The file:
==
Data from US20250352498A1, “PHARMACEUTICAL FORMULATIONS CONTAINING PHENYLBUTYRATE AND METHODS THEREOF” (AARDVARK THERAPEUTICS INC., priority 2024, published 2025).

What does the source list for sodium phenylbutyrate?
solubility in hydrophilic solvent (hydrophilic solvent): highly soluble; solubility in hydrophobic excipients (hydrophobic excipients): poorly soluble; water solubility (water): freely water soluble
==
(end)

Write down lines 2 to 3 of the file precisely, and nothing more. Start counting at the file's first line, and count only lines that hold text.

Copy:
What does the source list for sodium phenylbutyrate?
solubility in hydrophilic solvent (hydrophilic solvent): highly soluble; solubility in hydrophobic excipients (hydrophobic excipients): poorly soluble; water solubility (water): freely water soluble